MSPs Must Prepare For These Three Most-Disruptive Technologies
The world's three most-disruptive technologies will "drive the future" and create unprecedented opportunities for managed service providers willing to explore new practices and vendor alliances, said Ian Kahn, a well-known futurist, speaking to attendees of the of the NexGen 2018 Conference & Expo.
Artificial intelligence, blockchain and the Internet of Things—all technologies powered by the cloud—are evolving at a mind-bogglingly rapid pace, disrupting not only industries and markets, but dinner table conversations, Kahn said Sunday at the event hosted by CRN parent The Channel Company in Anaheim, Calif.
"I suggest that you think about the future based on these three technologies," Khan told the cloud-focused partners in the audience.
The never-before-seen pace of innovation has humanity on a trajectory where, within a few decades, computers will surpass the "thinking power" of all human beings, changing the world in more ways than most of us can imagine.
"As technologists, we have to accept this and help our customers understand that change is happening really, really fast," he said.
That process might be as basic as convincing those customers it's time to adopt cloud computing, he said.
"We have to be ready for this era … we are the ones responsible for this era," he said.
Artificial intelligence, both in augmenting and automating human tasks, is gaining attention for use cases such as self-driving cars and natural-language comprehension.
For MSPs, that technology, still in its early days, can deliver faster customer service, conflict resolution, Service Level Agreement management and other business-enabling capabilities.
But so far, only about 1 to 2 percent of the industry has embraced AI to power its own operations, Khan said.
"All here should be first to raise hands and say 'we're experimenting with it,'" he told NexGen attendees. "Before we sell it to our clients, we take the plunge."
Blockchain, another technology disrupting the world, should allow everyone "to take a deep breath," Khan said.
"Blockchain is about creating peace of mind," he said of the technology poised to revolutionize shipping and logistics, infrastructure management, financial services, and food chain safety and reliability.
Blockchain, as opposed to traditional databases, replicates information across its network, enabling trust. The technology that powers cryptocurrencies like Bitcoin delivers a "central thread of truth that binds all different data points together," he said, "and that was missing in the past."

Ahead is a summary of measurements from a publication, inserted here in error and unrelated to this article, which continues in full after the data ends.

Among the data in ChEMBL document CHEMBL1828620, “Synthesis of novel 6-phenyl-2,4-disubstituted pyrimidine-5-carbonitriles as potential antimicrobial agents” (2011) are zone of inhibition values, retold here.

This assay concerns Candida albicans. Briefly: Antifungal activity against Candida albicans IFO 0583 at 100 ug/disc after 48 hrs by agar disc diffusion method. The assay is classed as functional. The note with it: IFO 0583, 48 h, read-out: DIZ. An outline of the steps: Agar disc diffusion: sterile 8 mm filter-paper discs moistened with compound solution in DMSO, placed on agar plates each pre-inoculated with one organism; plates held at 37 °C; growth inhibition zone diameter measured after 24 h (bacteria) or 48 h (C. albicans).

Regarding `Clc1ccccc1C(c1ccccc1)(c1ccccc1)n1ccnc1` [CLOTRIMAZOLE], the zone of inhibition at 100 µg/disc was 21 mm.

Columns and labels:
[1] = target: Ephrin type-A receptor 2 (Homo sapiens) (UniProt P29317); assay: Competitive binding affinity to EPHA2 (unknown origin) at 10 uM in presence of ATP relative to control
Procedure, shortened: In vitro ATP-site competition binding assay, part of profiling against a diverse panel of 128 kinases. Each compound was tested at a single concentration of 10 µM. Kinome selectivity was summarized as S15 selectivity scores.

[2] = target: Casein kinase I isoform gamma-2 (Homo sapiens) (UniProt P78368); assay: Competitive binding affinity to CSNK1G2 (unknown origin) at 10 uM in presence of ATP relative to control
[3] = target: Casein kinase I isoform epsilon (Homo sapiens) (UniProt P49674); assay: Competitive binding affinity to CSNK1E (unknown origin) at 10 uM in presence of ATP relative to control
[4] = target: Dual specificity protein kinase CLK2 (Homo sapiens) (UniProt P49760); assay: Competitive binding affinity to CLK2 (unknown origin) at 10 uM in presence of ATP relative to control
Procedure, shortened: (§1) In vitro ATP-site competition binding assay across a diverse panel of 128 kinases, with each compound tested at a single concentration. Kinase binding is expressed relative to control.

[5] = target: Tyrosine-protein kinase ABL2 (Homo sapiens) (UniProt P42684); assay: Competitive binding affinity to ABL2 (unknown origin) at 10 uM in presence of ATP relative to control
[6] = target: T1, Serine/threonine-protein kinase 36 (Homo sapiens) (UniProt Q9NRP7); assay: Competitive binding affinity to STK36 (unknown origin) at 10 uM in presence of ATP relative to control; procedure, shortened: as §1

Most MSPs, however, aren't doing anything with blockchain just yet, and rightfully so.
It's "too new, too disruptive, too complex," Khan said.
They should be prepared for that to change, however, with many different things happening relevant to services providers, including large vendors introducing blockchain-as-a-service solutions.
"You might see a lot more happening in that space," Khan told NexGen attendees. "There are still many unknowns that we need to figure out."
The Internet of Things is another disruptor that poses a multi-billion-dollar opportunity for the channel.
The technology driving a massive flow of data from connected devices is growing to a combined market of $520 billion by 2021—and that involves a $79 billion managed services play.
"That's a good amount of business that you can be part of," Khan said.
As all those changes are happening, MSPs must pick their targets.
"You can't be on top of all of them," Khan said, "It's impossible."
Instead, the channel must work collaboratively and collectively, Khan said.
"With peers and competition and industry, we have to work together in a way we've never done before," he told NexGen attendees.
Allen Falcon, CEO of Cumulus Global, told CRN that Kahn's presentation highlighted how "trust is moving from people and organizations to technologies."
"This creates opportunities but also risk," Falcon told.
And adoption of those three disruptive technologies has a broader impact than simply business, Falcon said.
"It is societal and will require a renewed focus on ethics," Falcon said.
Mark Fielding, partners and sales, at Vation Ventures, a Denver-based channel strategy firm that advises enterprise tech vendors and solution providers, said he sees the need for MSPs to find sufficient time to invest in exploring emerging technologies.
MSPs and VARs need to "find ways to take pragmatic steps to innovate for their clients," he said.
"It's not an overnight process," Fielding said. "They need to understand how emerging tech relates to their clients specifically, how it addresses their clients' needs," Fielding said.
Nevertheless, with technology evolving so fast, solution providers have to move as quickly as possible, Khan said.
"If you're doing that, you will be highly successful," Khan said.